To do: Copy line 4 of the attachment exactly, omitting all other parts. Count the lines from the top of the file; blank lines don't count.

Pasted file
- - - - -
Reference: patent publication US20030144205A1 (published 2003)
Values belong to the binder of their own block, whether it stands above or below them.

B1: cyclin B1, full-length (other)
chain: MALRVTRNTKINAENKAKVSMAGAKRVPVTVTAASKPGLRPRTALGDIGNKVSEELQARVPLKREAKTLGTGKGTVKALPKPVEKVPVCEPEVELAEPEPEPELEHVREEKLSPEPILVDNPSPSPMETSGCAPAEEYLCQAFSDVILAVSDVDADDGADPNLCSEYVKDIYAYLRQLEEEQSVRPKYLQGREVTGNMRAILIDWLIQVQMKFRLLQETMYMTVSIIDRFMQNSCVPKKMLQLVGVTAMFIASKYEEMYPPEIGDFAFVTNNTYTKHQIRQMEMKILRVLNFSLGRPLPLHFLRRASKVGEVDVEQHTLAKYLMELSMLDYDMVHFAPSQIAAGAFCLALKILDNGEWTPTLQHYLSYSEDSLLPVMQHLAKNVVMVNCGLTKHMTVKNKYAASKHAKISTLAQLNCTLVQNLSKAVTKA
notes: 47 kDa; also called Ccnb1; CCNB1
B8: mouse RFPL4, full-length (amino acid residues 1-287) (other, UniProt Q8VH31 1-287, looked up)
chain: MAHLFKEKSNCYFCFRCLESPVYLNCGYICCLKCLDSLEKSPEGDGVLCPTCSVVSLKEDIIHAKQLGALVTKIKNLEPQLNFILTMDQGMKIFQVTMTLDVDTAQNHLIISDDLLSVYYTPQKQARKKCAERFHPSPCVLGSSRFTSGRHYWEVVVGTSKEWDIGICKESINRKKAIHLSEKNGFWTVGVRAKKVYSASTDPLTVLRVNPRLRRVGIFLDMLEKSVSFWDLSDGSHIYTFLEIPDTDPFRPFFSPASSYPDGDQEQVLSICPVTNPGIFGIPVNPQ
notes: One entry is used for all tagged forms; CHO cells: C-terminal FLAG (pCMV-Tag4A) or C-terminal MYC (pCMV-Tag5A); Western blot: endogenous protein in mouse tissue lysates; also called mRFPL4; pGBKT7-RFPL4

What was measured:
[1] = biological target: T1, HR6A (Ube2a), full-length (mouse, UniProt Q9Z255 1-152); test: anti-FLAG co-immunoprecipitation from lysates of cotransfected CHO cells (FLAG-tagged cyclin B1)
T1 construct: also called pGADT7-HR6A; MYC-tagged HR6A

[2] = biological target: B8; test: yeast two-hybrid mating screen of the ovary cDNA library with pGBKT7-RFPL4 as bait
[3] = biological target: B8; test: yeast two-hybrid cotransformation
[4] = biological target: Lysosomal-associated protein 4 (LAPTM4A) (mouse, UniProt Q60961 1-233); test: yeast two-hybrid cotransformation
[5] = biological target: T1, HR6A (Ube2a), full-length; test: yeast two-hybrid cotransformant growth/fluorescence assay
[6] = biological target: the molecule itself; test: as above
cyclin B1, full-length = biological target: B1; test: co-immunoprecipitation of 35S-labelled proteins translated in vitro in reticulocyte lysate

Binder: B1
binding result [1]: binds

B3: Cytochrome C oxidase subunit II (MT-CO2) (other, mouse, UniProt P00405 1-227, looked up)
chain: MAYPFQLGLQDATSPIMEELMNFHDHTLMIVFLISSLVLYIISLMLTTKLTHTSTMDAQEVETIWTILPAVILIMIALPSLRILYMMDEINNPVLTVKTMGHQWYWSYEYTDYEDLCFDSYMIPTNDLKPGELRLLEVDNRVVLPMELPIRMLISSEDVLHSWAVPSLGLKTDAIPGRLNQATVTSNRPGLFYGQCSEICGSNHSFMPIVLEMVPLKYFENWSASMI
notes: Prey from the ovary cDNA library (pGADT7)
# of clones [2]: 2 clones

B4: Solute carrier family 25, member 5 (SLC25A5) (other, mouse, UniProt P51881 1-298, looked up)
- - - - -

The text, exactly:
chain: MALRVTRNTKINAENKAKVSMAGAKRVPVTVTAASKPGLRPRTALGDIGNKVSEELQARVPLKREAKTLGTGKGTVKALPKPVEKVPVCEPEVELAEPEPEPELEHVREEKLSPEPILVDNPSPSPMETSGCAPAEEYLCQAFSDVILAVSDVDADDGADPNLCSEYVKDIYAYLRQLEEEQSVRPKYLQGREVTGNMRAILIDWLIQVQMKFRLLQETMYMTVSIIDRFMQNSCVPKKMLQLVGVTAMFIASKYEEMYPPEIGDFAFVTNNTYTKHQIRQMEMKILRVLNFSLGRPLPLHFLRRASKVGEVDVEQHTLAKYLMELSMLDYDMVHFAPSQIAAGAFCLALKILDNGEWTPTLQHYLSYSEDSLLPVMQHLAKNVVMVNCGLTKHMTVKNKYAASKHAKISTLAQLNCTLVQNLSKAVTKA